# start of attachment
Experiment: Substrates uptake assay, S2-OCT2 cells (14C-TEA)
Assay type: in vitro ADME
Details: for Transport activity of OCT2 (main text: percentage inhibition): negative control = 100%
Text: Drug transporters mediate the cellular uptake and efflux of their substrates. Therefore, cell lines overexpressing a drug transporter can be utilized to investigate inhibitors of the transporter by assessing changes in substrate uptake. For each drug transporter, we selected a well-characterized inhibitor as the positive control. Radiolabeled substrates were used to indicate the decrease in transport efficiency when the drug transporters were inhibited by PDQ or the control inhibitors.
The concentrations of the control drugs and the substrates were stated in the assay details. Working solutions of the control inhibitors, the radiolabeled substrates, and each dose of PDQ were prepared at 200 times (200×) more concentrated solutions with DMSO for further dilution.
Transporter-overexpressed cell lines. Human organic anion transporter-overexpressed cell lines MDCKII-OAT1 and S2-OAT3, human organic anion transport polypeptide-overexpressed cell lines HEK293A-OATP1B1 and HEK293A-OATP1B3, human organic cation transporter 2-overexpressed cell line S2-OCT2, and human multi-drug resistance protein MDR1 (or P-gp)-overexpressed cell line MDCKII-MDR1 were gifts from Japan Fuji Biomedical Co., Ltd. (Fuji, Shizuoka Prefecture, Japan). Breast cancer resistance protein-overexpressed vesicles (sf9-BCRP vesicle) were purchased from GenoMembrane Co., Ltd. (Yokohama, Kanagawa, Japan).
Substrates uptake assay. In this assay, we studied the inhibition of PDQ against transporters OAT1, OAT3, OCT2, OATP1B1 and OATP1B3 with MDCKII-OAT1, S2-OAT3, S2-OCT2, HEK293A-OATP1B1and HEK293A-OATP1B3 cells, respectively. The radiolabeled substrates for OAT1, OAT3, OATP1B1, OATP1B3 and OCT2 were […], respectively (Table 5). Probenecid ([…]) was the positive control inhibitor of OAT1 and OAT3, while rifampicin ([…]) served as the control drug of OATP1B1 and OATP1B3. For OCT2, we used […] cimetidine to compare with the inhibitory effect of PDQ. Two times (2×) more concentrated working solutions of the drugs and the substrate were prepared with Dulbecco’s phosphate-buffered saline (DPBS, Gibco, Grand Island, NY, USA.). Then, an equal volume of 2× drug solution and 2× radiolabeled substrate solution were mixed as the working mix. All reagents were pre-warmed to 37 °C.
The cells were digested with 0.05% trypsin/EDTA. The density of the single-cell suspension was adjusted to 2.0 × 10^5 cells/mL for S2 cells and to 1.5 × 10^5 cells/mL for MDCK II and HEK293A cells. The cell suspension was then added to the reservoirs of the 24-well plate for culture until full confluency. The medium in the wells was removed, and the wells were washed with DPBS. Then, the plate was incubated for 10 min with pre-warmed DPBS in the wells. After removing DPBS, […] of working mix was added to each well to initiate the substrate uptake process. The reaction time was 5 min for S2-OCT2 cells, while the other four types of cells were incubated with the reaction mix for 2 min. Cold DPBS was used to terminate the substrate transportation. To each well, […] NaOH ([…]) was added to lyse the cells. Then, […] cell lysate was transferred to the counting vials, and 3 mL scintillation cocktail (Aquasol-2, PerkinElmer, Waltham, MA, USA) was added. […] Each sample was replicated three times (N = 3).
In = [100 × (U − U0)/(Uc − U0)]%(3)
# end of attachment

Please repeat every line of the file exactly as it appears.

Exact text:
Experiment: Substrates uptake assay, S2-OCT2 cells (14C-TEA)
Assay type: in vitro ADME
Details: for Transport activity of OCT2 (main text: percentage inhibition): negative control = 100%
Text: Drug transporters mediate the cellular uptake and efflux of their substrates. Therefore, cell lines overexpressing a drug transporter can be utilized to investigate inhibitors of the transporter by assessing changes in substrate uptake. For each drug transporter, we selected a well-characterized inhibitor as the positive control. Radiolabeled substrates were used to indicate the decrease in transport efficiency when the drug transporters were inhibited by PDQ or the control inhibitors.
The concentrations of the control drugs and the substrates were stated in the assay details. Working solutions of the control inhibitors, the radiolabeled substrates, and each dose of PDQ were prepared at 200 times (200×) more concentrated solutions with DMSO for further dilution.
Transporter-overexpressed cell lines. Human organic anion transporter-overexpressed cell lines MDCKII-OAT1 and S2-OAT3, human organic anion transport polypeptide-overexpressed cell lines HEK293A-OATP1B1 and HEK293A-OATP1B3, human organic cation transporter 2-overexpressed cell line S2-OCT2, and human multi-drug resistance protein MDR1 (or P-gp)-overexpressed cell line MDCKII-MDR1 were gifts from Japan Fuji Biomedical Co., Ltd. (Fuji, Shizuoka Prefecture, Japan). Breast cancer resistance protein-overexpressed vesicles (sf9-BCRP vesicle) were purchased from GenoMembrane Co., Ltd. (Yokohama, Kanagawa, Japan).
Substrates uptake assay. In this assay, we studied the inhibition of PDQ against transporters OAT1, OAT3, OCT2, OATP1B1 and OATP1B3 with MDCKII-OAT1, S2-OAT3, S2-OCT2, HEK293A-OATP1B1and HEK293A-OATP1B3 cells, respectively. The radiolabeled substrates for OAT1, OAT3, OATP1B1, OATP1B3 and OCT2 were […], respectively (Table 5). Probenecid ([…]) was the positive control inhibitor of OAT1 and OAT3, while rifampicin ([…]) served as the control drug of OATP1B1 and OATP1B3. For OCT2, we used […] cimetidine to compare with the inhibitory effect of PDQ. Two times (2×) more concentrated working solutions of the drugs and the substrate were prepared with Dulbecco’s phosphate-buffered saline (DPBS, Gibco, Grand Island, NY, USA.). Then, an equal volume of 2× drug solution and 2× radiolabeled substrate solution were mixed as the working mix. All reagents were pre-warmed to 37 °C.
The cells were digested with 0.05% trypsin/EDTA. The density of the single-cell suspension was adjusted to 2.0 × 10^5 cells/mL for S2 cells and to 1.5 × 10^5 cells/mL for MDCK II and HEK293A cells. The cell suspension was then added to the reservoirs of the 24-well plate for culture until full confluency. The medium in the wells was removed, and the wells were washed with DPBS. Then, the plate was incubated for 10 min with pre-warmed DPBS in the wells. After removing DPBS, […] of working mix was added to each well to initiate the substrate uptake process. The reaction time was 5 min for S2-OCT2 cells, while the other four types of cells were incubated with the reaction mix for 2 min. Cold DPBS was used to terminate the substrate transportation. To each well, […] NaOH ([…]) was added to lyse the cells. Then, […] cell lysate was transferred to the counting vials, and 3 mL scintillation cocktail (Aquasol-2, PerkinElmer, Waltham, MA, USA) was added. […] Each sample was replicated three times (N = 3).
In = [100 × (U − U0)/(Uc − U0)]%(3)